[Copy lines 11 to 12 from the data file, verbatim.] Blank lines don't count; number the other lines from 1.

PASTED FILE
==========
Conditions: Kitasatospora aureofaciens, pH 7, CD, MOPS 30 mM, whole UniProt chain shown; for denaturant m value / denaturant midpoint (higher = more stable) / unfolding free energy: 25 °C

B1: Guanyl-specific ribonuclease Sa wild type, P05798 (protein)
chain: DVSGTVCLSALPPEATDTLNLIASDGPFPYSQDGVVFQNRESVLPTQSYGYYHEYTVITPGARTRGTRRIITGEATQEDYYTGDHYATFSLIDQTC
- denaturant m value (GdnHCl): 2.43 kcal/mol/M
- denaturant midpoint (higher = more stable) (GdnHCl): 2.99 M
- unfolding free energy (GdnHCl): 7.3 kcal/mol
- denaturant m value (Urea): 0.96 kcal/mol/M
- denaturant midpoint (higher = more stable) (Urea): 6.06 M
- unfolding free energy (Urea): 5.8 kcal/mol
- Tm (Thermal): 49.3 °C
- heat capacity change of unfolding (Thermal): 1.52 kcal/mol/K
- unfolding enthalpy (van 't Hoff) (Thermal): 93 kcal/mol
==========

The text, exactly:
- heat capacity change of unfolding (Thermal): 1.52 kcal/mol/K
- unfolding enthalpy (van 't Hoff) (Thermal): 93 kcal/mol